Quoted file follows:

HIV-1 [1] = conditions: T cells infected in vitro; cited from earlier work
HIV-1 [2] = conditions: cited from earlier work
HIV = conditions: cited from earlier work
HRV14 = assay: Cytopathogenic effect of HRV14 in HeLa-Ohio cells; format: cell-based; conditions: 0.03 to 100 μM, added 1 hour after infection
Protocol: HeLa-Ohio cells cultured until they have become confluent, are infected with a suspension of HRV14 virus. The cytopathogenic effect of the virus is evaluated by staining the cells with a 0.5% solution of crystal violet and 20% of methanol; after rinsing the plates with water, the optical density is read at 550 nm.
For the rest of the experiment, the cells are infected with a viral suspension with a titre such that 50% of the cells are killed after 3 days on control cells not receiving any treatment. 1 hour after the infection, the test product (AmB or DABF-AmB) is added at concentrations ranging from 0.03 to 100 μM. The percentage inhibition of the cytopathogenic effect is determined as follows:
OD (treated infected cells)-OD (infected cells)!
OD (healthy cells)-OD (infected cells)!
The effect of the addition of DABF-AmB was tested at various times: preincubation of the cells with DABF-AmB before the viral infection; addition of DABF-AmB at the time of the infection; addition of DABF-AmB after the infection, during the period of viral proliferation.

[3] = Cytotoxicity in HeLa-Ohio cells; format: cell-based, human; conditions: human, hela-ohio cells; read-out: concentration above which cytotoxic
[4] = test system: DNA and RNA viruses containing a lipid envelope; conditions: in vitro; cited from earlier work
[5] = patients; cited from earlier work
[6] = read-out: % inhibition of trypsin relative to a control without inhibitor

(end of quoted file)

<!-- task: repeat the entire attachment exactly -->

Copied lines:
HIV-1 [1] = conditions: T cells infected in vitro; cited from earlier work
HIV-1 [2] = conditions: cited from earlier work
HIV = conditions: cited from earlier work
HRV14 = assay: Cytopathogenic effect of HRV14 in HeLa-Ohio cells; format: cell-based; conditions: 0.03 to 100 μM, added 1 hour after infection
Protocol: HeLa-Ohio cells cultured until they have become confluent, are infected with a suspension of HRV14 virus. The cytopathogenic effect of the virus is evaluated by staining the cells with a 0.5% solution of crystal violet and 20% of methanol; after rinsing the plates with water, the optical density is read at 550 nm.
For the rest of the experiment, the cells are infected with a viral suspension with a titre such that 50% of the cells are killed after 3 days on control cells not receiving any treatment. 1 hour after the infection, the test product (AmB or DABF-AmB) is added at concentrations ranging from 0.03 to 100 μM. The percentage inhibition of the cytopathogenic effect is determined as follows:
OD (treated infected cells)-OD (infected cells)!
OD (healthy cells)-OD (infected cells)!
The effect of the addition of DABF-AmB was tested at various times: preincubation of the cells with DABF-AmB before the viral infection; addition of DABF-AmB at the time of the infection; addition of DABF-AmB after the infection, during the period of viral proliferation.

[3] = Cytotoxicity in HeLa-Ohio cells; format: cell-based, human; conditions: human, hela-ohio cells; read-out: concentration above which cytotoxic
[4] = test system: DNA and RNA viruses containing a lipid envelope; conditions: in vitro; cited from earlier work
[5] = patients; cited from earlier work
[6] = read-out: % inhibition of trypsin relative to a control without inhibitor